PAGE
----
So I'm trying to determine whether your view about those organizations trying to harm the US is based on the particulars of their views or of the tactics that they utilize to try to make political change.
I really do not understand how you could believe that in a democracy where people are free to vote for whichever candidate they prefer, how wikileaks revealing raw data from one of the candidates that would help voters come to understand the positions and opinions of the candidate better could possibly be viewed as anything other than a tremendous benefit to the democratic process.
In an election, one candidate has to win and another has to lose, and if voters are not supposed to use actual factual information to make the decision, what should they believe? Should they believe the TV commercials sponsored by the candidate? The lies told in speeches by the candidate?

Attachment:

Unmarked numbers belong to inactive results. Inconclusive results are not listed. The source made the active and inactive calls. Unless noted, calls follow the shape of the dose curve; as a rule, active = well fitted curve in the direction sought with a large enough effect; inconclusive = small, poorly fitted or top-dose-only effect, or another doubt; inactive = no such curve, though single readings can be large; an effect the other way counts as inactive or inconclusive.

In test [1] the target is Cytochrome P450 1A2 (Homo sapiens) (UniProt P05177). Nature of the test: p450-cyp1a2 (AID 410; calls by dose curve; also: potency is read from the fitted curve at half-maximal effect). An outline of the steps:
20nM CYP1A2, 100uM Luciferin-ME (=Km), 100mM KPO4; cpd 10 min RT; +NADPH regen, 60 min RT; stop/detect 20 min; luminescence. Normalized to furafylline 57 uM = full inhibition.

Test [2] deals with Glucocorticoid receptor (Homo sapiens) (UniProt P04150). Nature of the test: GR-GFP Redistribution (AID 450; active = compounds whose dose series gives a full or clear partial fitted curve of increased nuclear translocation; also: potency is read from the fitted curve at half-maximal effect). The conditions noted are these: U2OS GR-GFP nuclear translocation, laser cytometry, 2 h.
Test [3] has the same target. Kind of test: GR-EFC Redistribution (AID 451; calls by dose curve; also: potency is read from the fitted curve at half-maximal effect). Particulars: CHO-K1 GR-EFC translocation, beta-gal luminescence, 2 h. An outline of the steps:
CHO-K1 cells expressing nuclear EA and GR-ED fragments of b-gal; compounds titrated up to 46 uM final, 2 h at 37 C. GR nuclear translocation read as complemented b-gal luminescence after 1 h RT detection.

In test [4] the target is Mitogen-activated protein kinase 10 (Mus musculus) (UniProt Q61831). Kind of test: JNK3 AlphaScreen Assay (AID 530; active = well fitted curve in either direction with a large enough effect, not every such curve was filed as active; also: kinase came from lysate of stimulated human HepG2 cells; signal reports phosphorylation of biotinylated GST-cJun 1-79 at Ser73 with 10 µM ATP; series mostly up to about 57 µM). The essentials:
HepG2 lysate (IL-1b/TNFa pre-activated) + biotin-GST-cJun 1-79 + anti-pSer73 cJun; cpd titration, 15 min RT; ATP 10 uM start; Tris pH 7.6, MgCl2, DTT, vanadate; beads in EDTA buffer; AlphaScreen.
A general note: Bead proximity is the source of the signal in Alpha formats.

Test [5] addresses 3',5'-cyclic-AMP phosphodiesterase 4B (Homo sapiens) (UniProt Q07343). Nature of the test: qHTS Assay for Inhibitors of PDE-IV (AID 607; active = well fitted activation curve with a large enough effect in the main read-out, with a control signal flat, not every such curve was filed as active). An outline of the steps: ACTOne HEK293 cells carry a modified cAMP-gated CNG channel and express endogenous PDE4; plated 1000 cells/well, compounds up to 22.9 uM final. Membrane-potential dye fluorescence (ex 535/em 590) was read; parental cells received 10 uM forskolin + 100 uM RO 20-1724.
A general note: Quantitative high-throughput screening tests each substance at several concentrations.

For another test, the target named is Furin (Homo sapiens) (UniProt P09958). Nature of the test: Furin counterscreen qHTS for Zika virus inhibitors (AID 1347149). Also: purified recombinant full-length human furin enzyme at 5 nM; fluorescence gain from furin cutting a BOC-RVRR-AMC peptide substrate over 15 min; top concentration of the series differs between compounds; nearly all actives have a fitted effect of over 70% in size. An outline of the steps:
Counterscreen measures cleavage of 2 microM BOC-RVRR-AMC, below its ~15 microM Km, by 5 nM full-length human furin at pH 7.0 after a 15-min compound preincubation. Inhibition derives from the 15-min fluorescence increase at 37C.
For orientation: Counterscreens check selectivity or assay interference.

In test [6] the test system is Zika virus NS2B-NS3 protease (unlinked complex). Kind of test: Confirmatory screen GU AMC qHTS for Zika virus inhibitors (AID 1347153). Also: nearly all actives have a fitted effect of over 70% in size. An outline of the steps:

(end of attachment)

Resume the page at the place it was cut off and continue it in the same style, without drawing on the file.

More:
To refer specifically to the Wikileaks emails from Clinton, I would strongly have preferred that someone also leak a bunch of Trump's emails, but I was personally very happy to see more details about what the candidate HRC actually believed in. It turned out she was both much more neoconservative than she had claimed, but also a bit more of a free-trade-idealizing libertarian. For me, this didn't really alter my view of her, some of the items were good news and others were bad news, and it all came out pretty much even.
So suppose that instead of Wikileaks the emails had been leaked to a major newspaper that did not publish all of them the way Wikileaks did but instead wrote individual stories highlighting the most newsworthy of the emails. Would this too have been an attack on the US? Why or why not?